U.S. Trust Corp. said Friday it will sell its securities processing businesses to Chase Manhattan Corp. for $363.5 million in Chase common stock.

The deal calls for U.S. Trust to spin off its core private banking and asset management businesses to its own shareholders, who will receive stock in a new U.S. Trust Corp. on a share for share basis.

The old holding company shell, with the securities processing businesses, win be merged into Chase immediately afterwards. The complicated financing vehicle will insure the transaction is tax-free to U.S. Trust shareholders, and to Chase.

U.S. Trust will take a S 1 1 0 million charge in the quarter the deal closes to cover the costs of the transaction and the laying off of about 200 people.

Analysts hailed the deal as sensible for both institutions. Thomas Theurkauf of Keefe, Bruyette & Woods Inc., said the transaction would allow U.S. Trust "to focus its energy on investment management, corporate trust, and private banking," which are growth areas for the company, as opposed to the processing business, which would have required major investment to remain competitive. "It's a winning move for U.S. Trust," he said.

The transaction, which is expected to close in the second quarter of 1995, includes a five-year, $10 million-per-year agreement under which Chase would provide securities processing for U.S. Trust's asset management and private banking businesses.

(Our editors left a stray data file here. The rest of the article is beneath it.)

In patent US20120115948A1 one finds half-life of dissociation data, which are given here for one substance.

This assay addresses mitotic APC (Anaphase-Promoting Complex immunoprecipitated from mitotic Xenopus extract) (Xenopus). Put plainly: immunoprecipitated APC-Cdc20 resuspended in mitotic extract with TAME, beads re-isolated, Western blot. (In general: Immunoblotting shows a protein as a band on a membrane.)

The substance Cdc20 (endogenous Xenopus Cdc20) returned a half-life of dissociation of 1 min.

The deal would cause U.S. Trust to lose half its staff. About 1,150 employees currently working in U.S. Trust's securities processing business will become employees of Chase when the deal is closed. U.S. Trust's work force now numbers 2,700.

The deal is subject to the approval of U.S. Trust's shareholders, and the Internal Revenue Service. U.S. Trust share owners will receive proxies by mail, and a vote is scheduled for late January.

For its part, Chase claimed the U.S. Trust processing businesses will allow it to become "the world's largest custodian," with total trust and custody assets of $1.8 trillion in U.S. and cross-border assets.

Analysts said the deal will have no material effect on Chase's earnings. Chase said it plans to increase its stock buyback program to neutralize the earnings-per-share impact of the new common stock issued.

U.S. Trust used CS First Boston as its investment banker in the deal while Chase used internal staff. U.S. Trust shares closed Friday at $64.125, down $1. Chase shares were at $35.50, down 50 cents.

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